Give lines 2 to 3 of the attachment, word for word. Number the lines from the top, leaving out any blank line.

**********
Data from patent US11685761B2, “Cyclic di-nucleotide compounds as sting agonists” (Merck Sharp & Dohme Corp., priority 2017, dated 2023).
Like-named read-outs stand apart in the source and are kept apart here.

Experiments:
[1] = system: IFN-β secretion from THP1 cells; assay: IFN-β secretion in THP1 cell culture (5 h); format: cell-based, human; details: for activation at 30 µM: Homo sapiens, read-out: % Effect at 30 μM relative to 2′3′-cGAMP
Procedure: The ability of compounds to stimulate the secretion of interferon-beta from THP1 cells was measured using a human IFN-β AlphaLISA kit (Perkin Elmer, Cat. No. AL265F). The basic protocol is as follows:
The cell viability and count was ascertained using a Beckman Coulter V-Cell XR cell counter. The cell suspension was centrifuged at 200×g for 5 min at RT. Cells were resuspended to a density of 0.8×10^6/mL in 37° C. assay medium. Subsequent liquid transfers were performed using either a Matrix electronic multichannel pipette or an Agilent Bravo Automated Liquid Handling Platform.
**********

Like-named read-outs stand apart in the source and are kept apart here.

Experiments: